What to do when cannot make your mortgage payment
At Team Zotti, we are here to help our community navigate through this situation as your local real estate resource. Not long ago the word “foreclosure” dominated the headlines as millions of Americans were losing their homes during the Great Recession. Now, that dreadful word is reappearing in the media due to the COVID-19 pandemic’s effect on the economy. Most of what we hear is speculation because no one really knows what will happen, nor how long this situation will last.
Try to put the word “foreclosure” out of your mind for now. We have suggestions that can help if you find yourself in the situation of not being able to make your mortgage payments. “President Trump ordered foreclosures and evictions to cease for 60 days across the U.S. in response to the Coronavirus pandemic that has idled millions of workers.” That was the a relief for Americans to hear this as tens of thousands of Americans are lost their jobs over the recent weeks. At least initially, most people will have one less bill to stress over.
So what happens in the coming months? That answer depends on your current financial picture. If you were a saver, you should more options than those who live paycheck-to-paycheck.
First, Make That Call
The last thing anyone wants to do is call their mortgage company and tell them they can’t make the payment. It is always better to call and start exploring your options before you start missing payments. Many mortgage companies and banks are offering deferral programs during the COVID-19 crisis but what exactly does that mean? A loan deferral isn’t forgiveness and you’ll be expected to make up those missed payments at a later date. Very few homeowners will achieve cooperation with the banks and have their missed payments added onto the end of their loans. It is in your best interest to make the payments if you can. Don’t forget, the interest on the loan will most likely continue to accrue.
You will likely need to offer proof of your hardship. Lenders generally require payroll records and bank statements that show a declining income and a profit and loss statements from the self-employed.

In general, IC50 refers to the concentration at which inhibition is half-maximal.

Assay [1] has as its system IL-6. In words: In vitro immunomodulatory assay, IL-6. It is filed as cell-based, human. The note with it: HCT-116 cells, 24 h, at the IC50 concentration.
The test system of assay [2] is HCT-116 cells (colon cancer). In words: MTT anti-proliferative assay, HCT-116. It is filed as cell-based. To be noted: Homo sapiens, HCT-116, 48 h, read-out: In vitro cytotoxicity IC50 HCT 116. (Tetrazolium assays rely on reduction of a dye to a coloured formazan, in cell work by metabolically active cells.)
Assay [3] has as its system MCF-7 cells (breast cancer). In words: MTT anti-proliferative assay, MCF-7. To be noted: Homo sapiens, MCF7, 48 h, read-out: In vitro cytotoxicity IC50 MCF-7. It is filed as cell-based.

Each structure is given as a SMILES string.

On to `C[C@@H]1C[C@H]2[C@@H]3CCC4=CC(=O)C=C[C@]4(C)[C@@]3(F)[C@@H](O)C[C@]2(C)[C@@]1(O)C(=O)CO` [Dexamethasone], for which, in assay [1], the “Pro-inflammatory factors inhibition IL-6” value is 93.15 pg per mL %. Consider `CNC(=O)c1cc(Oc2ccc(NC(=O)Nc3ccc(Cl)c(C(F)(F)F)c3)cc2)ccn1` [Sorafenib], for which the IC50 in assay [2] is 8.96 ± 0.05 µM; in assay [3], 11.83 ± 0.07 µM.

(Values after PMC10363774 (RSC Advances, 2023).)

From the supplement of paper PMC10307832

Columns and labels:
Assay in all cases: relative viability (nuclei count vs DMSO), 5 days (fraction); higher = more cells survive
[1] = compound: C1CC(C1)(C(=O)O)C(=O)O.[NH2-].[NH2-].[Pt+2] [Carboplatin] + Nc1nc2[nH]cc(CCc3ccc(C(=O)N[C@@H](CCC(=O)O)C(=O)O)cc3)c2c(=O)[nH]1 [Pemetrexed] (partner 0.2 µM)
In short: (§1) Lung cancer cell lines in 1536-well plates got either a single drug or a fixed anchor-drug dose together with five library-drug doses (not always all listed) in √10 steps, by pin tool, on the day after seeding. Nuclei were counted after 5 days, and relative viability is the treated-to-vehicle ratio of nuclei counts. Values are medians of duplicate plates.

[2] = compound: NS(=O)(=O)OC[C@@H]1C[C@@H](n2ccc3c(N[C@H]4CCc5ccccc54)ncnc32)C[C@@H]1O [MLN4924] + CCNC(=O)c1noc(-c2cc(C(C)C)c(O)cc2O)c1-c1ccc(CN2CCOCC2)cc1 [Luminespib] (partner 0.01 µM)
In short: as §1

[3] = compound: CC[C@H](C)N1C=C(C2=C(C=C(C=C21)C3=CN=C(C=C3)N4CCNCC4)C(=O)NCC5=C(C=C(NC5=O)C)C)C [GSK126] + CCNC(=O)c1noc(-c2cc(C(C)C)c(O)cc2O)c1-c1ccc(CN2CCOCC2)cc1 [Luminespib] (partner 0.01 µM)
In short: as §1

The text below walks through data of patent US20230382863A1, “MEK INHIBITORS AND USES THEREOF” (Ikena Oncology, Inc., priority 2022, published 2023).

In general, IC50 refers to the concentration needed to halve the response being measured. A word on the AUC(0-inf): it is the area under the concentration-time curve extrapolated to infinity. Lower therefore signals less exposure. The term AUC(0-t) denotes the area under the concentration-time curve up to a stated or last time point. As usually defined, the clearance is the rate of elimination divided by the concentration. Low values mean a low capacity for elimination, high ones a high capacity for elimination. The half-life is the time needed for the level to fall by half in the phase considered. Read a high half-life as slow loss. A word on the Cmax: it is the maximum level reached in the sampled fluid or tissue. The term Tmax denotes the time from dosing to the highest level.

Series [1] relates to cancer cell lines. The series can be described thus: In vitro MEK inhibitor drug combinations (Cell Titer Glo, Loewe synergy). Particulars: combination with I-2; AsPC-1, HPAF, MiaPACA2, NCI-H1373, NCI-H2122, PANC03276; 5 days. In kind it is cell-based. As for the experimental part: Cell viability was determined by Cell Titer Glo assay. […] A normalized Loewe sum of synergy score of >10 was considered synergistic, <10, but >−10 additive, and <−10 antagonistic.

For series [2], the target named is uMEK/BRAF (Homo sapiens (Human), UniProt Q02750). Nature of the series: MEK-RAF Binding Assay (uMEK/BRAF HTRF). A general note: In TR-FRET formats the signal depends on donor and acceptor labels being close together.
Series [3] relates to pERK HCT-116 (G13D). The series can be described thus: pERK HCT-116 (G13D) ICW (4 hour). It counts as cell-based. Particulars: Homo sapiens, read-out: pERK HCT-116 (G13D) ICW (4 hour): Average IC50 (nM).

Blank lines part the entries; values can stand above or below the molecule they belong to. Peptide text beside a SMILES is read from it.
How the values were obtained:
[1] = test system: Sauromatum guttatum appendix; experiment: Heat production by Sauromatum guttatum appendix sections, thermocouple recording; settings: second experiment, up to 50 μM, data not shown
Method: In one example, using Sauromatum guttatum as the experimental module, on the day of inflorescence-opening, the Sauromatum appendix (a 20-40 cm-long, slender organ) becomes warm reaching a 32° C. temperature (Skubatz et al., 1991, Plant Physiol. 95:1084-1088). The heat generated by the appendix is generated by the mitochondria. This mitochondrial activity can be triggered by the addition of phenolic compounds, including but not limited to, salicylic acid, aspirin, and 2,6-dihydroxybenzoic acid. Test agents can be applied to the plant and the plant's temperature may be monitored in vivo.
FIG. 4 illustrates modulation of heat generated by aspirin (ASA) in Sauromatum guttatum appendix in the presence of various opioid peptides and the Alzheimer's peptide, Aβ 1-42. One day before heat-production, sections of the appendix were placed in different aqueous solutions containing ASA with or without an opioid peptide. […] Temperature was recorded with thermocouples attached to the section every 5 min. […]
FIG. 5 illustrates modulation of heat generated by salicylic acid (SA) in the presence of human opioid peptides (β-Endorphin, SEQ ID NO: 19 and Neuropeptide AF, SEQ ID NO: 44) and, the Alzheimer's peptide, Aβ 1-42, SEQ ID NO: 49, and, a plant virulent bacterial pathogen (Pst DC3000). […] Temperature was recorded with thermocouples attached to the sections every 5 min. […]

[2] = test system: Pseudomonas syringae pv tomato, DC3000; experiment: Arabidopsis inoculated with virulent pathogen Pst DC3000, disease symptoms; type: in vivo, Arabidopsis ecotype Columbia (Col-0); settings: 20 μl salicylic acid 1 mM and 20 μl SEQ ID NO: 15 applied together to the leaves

So, what if your lender won’t work with you?
We have yet to hear of a lender who is refusing to at least listen to homeowners at this time but that can happen. If you have a conventional loan and your lender refuses to work with you, call a HUD-approved housing counselor at 800-569-4287.
Borrowers with FHA-backed loans can find help dealing with their lenders by calling the National Servicing Center at 877-622-8525. You will be asked to provide the names of all people listed on the mortgage and the full address of the property. If you have your loan settlement statement handy, take down the 13-digit FHA case number for faster service.
If you are a veteran with a VA loan, you can find help on the U.S. Department of Veterans Affairs website.
On a side note, if your lender will not work with you, or you prefer not to pursue their solutions, you might consider selling or refinancing to with the mortgage payments that you cannot afford at this time:
Option 1) Apply to refinance your mortgage
Option 2) Sell your home
Also, Avoid Any Foreclosure Scams
During the last recession, foreclosure prevention scams became a growing issue. While we haven’t seen any of those recently, if the crisis continues, they may show up again. Some of those scam companies chose names and phone numbers that were quite similar to legitimate government programs. They charged high up-front fees while promising to pay off the borrower’s delinquent mortgage, only to fail homeowners that are desperately trying to save their homes.
If you have any questions or need to review any offers you receive, call the HUD housing counselors (800-569-4287). We are here too. You reach out to us too so we connect with the right professional resources. We have the resources to give you experienced guidance. Contact us today at (661) 622-3476